Your Attorney and You

Your Attorney works for you.  It is true that, because he or she is appointed by the court and works for the public defender’s office, you lawyer is paid by the State.  However, by law and by the ethics of the legal profession, only you and your lawyer have any input as to how your case is defended.

You and your lawyer have a “confidential relationship,”  which means that your lawyer cannot be forced to reveal your secrets or your confidential communications.  He or she is also legally and ethically prevented from revealing any of your secrets or confidences, unless it is to help your case.

Your lawyer has an obligation to investigate your case and raise any defenses on your behalf that are available.  There is no requirement to raise frivolous defenses or defenses that have no likelihood of succeeding.  You and you lawyer may disagree about whether a particular defense should be raised.  For the most part, you both have an equal say in the decision, but the two of you should come to an understanding, and you are entitled to an explanation from your attorney as to why he or she disagrees with you.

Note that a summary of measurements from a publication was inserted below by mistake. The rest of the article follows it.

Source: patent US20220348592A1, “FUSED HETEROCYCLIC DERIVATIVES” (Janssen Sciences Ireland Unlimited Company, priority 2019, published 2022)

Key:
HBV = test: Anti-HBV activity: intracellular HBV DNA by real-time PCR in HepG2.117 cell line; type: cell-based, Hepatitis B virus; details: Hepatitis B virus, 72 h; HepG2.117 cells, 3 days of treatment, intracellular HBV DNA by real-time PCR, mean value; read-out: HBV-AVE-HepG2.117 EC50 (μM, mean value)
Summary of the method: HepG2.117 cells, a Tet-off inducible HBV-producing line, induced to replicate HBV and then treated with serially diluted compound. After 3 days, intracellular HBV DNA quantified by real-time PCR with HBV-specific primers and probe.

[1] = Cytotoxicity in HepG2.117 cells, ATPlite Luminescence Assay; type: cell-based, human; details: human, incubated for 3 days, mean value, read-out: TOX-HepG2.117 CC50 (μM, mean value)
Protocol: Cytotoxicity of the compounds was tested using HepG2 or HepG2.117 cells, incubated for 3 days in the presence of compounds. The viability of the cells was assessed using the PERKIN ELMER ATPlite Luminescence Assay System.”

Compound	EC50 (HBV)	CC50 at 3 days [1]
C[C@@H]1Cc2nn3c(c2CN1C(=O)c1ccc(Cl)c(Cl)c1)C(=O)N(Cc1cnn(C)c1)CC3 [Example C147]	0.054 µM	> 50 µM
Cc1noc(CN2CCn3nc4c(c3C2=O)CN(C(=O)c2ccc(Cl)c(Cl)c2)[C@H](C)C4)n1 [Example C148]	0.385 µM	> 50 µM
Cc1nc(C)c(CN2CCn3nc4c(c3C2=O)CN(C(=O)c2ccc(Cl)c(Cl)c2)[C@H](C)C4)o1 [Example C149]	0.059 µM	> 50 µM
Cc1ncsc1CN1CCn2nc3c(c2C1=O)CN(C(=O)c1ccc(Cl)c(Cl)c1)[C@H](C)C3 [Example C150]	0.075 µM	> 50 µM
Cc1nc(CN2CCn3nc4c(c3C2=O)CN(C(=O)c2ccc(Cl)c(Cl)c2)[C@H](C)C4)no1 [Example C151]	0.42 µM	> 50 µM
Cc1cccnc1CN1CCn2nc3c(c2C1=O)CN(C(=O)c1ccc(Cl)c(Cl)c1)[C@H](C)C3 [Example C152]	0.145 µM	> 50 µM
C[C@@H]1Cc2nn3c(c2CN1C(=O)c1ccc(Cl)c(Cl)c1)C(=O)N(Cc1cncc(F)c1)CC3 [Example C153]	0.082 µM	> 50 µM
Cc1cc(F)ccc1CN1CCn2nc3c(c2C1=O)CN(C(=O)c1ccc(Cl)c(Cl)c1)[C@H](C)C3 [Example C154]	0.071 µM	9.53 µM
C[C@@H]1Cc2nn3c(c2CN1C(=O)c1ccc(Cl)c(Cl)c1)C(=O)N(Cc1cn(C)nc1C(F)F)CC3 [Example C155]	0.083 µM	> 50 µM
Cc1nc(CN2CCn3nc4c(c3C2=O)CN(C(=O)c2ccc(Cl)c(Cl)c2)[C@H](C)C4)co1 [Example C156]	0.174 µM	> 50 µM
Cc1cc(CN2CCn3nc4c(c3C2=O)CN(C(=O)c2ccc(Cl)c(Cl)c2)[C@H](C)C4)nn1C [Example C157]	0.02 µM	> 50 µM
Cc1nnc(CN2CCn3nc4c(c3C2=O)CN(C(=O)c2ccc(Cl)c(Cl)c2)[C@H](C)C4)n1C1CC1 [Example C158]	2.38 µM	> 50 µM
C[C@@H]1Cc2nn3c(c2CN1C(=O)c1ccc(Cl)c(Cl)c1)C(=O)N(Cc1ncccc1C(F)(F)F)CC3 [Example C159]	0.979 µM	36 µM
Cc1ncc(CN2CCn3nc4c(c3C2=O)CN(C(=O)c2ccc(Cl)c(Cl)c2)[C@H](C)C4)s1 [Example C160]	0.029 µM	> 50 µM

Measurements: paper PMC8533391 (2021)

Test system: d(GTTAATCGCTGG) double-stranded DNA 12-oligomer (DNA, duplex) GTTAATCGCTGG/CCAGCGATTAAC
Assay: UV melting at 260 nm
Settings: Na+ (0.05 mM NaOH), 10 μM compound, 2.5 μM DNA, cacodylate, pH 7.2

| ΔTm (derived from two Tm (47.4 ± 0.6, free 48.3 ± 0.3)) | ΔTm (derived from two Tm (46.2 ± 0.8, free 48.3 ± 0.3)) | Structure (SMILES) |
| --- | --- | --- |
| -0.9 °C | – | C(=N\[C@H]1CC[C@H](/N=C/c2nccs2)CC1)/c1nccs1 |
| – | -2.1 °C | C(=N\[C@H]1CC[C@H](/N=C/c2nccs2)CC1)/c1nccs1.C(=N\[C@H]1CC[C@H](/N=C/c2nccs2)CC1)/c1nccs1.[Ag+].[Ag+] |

There are three decisions that you alone get to make, though one hopes you rely on the advice of your lawyer in doing so:

  • The first decision is whether or not to “Take a Deal.”  If your lawyer thinks you should try the case but you want to accept the offer, your lawyer will accept the offer on your behalf.  If you want the case to be tried, it will be tried, even if your lawyer thinks it’s a bad idea.  (Experienced lawyers know that cases are occasionally won on the strength of the client’s belief in his or her own innocence, and those cases are tried as vigorously as any other.)
  • The next decision that is entirely yours as the client is whether to try the case to a jury or a judge.  Again one hopes the you will consider the advice of counsel, but the decision rests with you alone.
  • The final decision that is yours alone is whether or not you should testify.  Every accused person has an absolute right to testify and not even his lawyer can take that from him.  Every accused person has a right not to testify and no one, not even his lawyer can make him testify if he does not want to.